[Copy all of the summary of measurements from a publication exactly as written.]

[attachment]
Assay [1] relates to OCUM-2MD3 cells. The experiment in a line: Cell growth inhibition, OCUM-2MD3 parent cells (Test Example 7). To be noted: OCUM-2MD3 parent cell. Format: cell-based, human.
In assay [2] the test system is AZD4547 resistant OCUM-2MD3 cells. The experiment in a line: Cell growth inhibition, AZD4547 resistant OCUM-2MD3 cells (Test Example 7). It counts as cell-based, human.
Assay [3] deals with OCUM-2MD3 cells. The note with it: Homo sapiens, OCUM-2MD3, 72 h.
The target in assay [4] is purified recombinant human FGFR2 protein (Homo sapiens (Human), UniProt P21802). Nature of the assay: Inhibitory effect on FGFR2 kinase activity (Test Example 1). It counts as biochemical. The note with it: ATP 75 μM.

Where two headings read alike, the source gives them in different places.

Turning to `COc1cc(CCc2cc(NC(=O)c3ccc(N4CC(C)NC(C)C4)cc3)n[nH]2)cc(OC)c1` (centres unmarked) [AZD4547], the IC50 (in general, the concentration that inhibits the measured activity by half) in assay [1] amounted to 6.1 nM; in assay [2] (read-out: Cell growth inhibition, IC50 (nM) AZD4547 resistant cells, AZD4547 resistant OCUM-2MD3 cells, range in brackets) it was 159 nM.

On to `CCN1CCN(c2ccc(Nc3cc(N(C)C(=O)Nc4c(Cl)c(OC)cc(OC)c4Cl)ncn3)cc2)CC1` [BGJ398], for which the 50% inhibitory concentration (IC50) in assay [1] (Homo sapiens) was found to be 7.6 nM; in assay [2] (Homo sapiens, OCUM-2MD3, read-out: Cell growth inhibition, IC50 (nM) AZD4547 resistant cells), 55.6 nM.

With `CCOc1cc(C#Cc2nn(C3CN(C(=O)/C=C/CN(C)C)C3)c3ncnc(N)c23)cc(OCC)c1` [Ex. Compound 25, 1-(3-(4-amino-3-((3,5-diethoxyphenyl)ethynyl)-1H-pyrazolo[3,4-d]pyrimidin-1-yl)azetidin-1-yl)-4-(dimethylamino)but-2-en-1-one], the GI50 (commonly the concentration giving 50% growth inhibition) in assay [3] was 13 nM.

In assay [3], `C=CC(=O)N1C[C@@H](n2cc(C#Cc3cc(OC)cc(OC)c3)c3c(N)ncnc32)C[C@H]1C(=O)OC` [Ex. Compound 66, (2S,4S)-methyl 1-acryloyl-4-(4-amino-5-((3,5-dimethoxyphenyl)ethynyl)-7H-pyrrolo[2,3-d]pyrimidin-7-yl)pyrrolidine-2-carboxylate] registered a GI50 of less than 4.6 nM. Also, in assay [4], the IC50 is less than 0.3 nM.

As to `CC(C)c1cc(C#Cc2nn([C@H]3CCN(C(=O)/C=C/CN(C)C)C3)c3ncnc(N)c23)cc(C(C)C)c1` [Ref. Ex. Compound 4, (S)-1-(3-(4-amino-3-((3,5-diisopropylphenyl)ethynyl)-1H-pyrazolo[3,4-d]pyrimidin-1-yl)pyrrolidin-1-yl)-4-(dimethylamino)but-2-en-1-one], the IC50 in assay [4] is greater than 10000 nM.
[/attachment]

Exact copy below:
Assay [1] relates to OCUM-2MD3 cells. The experiment in a line: Cell growth inhibition, OCUM-2MD3 parent cells (Test Example 7). To be noted: OCUM-2MD3 parent cell. Format: cell-based, human.
In assay [2] the test system is AZD4547 resistant OCUM-2MD3 cells. The experiment in a line: Cell growth inhibition, AZD4547 resistant OCUM-2MD3 cells (Test Example 7). It counts as cell-based, human.
Assay [3] deals with OCUM-2MD3 cells. The note with it: Homo sapiens, OCUM-2MD3, 72 h.
The target in assay [4] is purified recombinant human FGFR2 protein (Homo sapiens (Human), UniProt P21802). Nature of the assay: Inhibitory effect on FGFR2 kinase activity (Test Example 1). It counts as biochemical. The note with it: ATP 75 μM.

Where two headings read alike, the source gives them in different places.

Turning to `COc1cc(CCc2cc(NC(=O)c3ccc(N4CC(C)NC(C)C4)cc3)n[nH]2)cc(OC)c1` (centres unmarked) [AZD4547], the IC50 (in general, the concentration that inhibits the measured activity by half) in assay [1] amounted to 6.1 nM; in assay [2] (read-out: Cell growth inhibition, IC50 (nM) AZD4547 resistant cells, AZD4547 resistant OCUM-2MD3 cells, range in brackets) it was 159 nM.

On to `CCN1CCN(c2ccc(Nc3cc(N(C)C(=O)Nc4c(Cl)c(OC)cc(OC)c4Cl)ncn3)cc2)CC1` [BGJ398], for which the 50% inhibitory concentration (IC50) in assay [1] (Homo sapiens) was found to be 7.6 nM; in assay [2] (Homo sapiens, OCUM-2MD3, read-out: Cell growth inhibition, IC50 (nM) AZD4547 resistant cells), 55.6 nM.

With `CCOc1cc(C#Cc2nn(C3CN(C(=O)/C=C/CN(C)C)C3)c3ncnc(N)c23)cc(OCC)c1` [Ex. Compound 25, 1-(3-(4-amino-3-((3,5-diethoxyphenyl)ethynyl)-1H-pyrazolo[3,4-d]pyrimidin-1-yl)azetidin-1-yl)-4-(dimethylamino)but-2-en-1-one], the GI50 (commonly the concentration giving 50% growth inhibition) in assay [3] was 13 nM.

In assay [3], `C=CC(=O)N1C[C@@H](n2cc(C#Cc3cc(OC)cc(OC)c3)c3c(N)ncnc32)C[C@H]1C(=O)OC` [Ex. Compound 66, (2S,4S)-methyl 1-acryloyl-4-(4-amino-5-((3,5-dimethoxyphenyl)ethynyl)-7H-pyrrolo[2,3-d]pyrimidin-7-yl)pyrrolidine-2-carboxylate] registered a GI50 of less than 4.6 nM. Also, in assay [4], the IC50 is less than 0.3 nM.

As to `CC(C)c1cc(C#Cc2nn([C@H]3CCN(C(=O)/C=C/CN(C)C)C3)c3ncnc(N)c23)cc(C(C)C)c1` [Ref. Ex. Compound 4, (S)-1-(3-(4-amino-3-((3,5-diisopropylphenyl)ethynyl)-1H-pyrazolo[3,4-d]pyrimidin-1-yl)pyrrolidin-1-yl)-4-(dimethylamino)but-2-en-1-one], the IC50 in assay [4] is greater than 10000 nM.